I tread lightly. I am not a Muslim. I’m not religious at all, though enforced bible education is firmly rooted in my neurological framework. So, it is with grave respect that I tackle the question of fasting. Last year during Ramadan, I spent a week with an Egyptian family in Maadi, a relatively wealthy neighborhood just outside of Cairo.The Aref family were lovely, and I will cherish their kindness and generosity for a long time.
But it was perplexing for me to see my friends abstain all day from food or drink, often in extreme heat amidst power shortages, and then gorge themselves at night. And what are the consequences for people who in consideration of their health decide to relieve their thirst or hunger, particularly in harsh weather? A high school student recently penned an eye-opening op-ed in the Morocco Times addressing just this problem.
Kacem El Ghazzali wrote a editorial in English that puts many American politicians to shame. He describes how during Ramadan, it is necessary for him to hide in the bathroom, a tiny cramped space, in order to steal a few bites from the leftovers of s’hour – a pre-dawn meal that Ramadan observers take – because to eat during daylight hours during the holy month is considered sacrireligious.
This is what will happen if he is caught:
I cannot eat publicly, and you cannot imagine what would possibly happen to me if I ever did. I would be banished by my family as they would consider me a renegade and “kafir”, ousted from all aspects of social life, my friends at school would shun me, even my professors would keep on reprimanding and insulting me, and the authorities would stand against me… they would not acknowledge my citizen’s rights and would take off my ID card and my birth certificate, jail me for “offense against the sacred”… an oriental sheik would issue a fatwa ordering my execution, and in the end I would be stoned to death for apostasy…
He goes on to evoke Article 18 from the Universal Declaration of Human Rights, which guarantees freedom of thought, conscience, and religion. El Ghazzali believes that he should have the right to eat freely during Ramadan in a clean and sanitary environment and without social persecution. This is something that he wants for himself, for his future family, which he hopes to have, and for what he says are possibly thousands of other Moroccans who also spend their Ramadans on the commode.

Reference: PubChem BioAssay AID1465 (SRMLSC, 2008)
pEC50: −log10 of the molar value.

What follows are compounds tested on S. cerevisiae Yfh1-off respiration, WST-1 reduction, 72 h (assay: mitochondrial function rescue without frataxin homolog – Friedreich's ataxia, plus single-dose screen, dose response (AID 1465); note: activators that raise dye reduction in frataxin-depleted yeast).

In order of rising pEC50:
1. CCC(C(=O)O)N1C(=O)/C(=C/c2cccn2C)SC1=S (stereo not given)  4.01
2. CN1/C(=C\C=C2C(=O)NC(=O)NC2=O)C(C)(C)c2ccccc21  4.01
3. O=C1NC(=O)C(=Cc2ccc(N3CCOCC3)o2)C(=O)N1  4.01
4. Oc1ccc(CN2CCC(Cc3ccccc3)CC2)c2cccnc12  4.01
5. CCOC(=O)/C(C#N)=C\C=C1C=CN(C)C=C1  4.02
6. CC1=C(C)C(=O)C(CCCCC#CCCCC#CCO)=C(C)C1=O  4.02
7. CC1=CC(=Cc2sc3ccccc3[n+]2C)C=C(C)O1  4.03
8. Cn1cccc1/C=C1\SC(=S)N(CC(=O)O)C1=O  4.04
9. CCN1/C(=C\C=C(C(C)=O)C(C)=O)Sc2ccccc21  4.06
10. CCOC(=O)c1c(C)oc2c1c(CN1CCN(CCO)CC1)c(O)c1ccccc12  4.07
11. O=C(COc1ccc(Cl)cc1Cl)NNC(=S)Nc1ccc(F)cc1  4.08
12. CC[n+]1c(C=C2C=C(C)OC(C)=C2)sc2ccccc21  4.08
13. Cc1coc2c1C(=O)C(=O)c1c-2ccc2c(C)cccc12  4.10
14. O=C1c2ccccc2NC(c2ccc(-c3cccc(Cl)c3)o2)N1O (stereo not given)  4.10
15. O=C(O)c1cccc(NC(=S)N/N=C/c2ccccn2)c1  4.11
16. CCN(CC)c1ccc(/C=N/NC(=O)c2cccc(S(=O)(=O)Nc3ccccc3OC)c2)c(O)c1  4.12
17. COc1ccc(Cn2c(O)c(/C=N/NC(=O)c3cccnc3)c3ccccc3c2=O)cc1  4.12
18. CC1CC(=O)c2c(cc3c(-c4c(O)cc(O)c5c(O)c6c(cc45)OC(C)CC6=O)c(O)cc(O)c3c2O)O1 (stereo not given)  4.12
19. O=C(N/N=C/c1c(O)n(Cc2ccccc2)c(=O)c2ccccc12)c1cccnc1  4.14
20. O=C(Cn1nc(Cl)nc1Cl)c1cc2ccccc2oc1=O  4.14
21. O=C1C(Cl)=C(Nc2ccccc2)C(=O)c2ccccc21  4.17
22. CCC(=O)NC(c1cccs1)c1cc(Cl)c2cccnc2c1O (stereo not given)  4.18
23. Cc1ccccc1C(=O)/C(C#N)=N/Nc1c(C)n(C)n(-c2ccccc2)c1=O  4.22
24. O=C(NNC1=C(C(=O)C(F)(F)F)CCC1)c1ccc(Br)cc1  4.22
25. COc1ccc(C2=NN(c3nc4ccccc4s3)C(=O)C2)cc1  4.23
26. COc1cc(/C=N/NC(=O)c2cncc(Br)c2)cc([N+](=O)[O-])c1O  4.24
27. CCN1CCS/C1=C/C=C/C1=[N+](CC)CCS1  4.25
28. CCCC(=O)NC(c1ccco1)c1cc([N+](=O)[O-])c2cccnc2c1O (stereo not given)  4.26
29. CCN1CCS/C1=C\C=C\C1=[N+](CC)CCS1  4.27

About a future in Morocco, he makes this salient point:
I would refuse to see my son in his young age eating in a bathroom out of fear of social dictatorship and persecution, or express his opinion just to find himself behind steel bars.
For El Ghazzali, superstition and “wrong interpretations and misunderstandings of the holy texts” rather than genuine, can I say, holiness, motivates the rigid stance taken by Morocco’s state and society during Ramadan. And no one, in his opinion, should be forced to participate unless they want to.
So why am I bringing this up on Green Prophet, which is concerned with mostly environmental issues? In my experience of some people living in North Africa and the Middle East, as well as the United States, South Africa, Viet Nam, and many other parts of the world, people have a similarly rigid and habitualized stance on environmental issues.
The consumer myth
Believing that we need to have plastic bags to carry our groceries, or that we can’t survive without a car, or that it is beneath us to travel on buses and trains are all myths perpetuated by a different kind of religion: consumerism.
For real progress, environmental, political, and religious, we need to perpetuate more mindfulness. We need to equip people with the tools to decide for themselves what kind of world they want to live in: a clean, habitable world, or a dirtier, hotter, miserable world that no God would sanction.
More on Ramadan:
image via ethnomed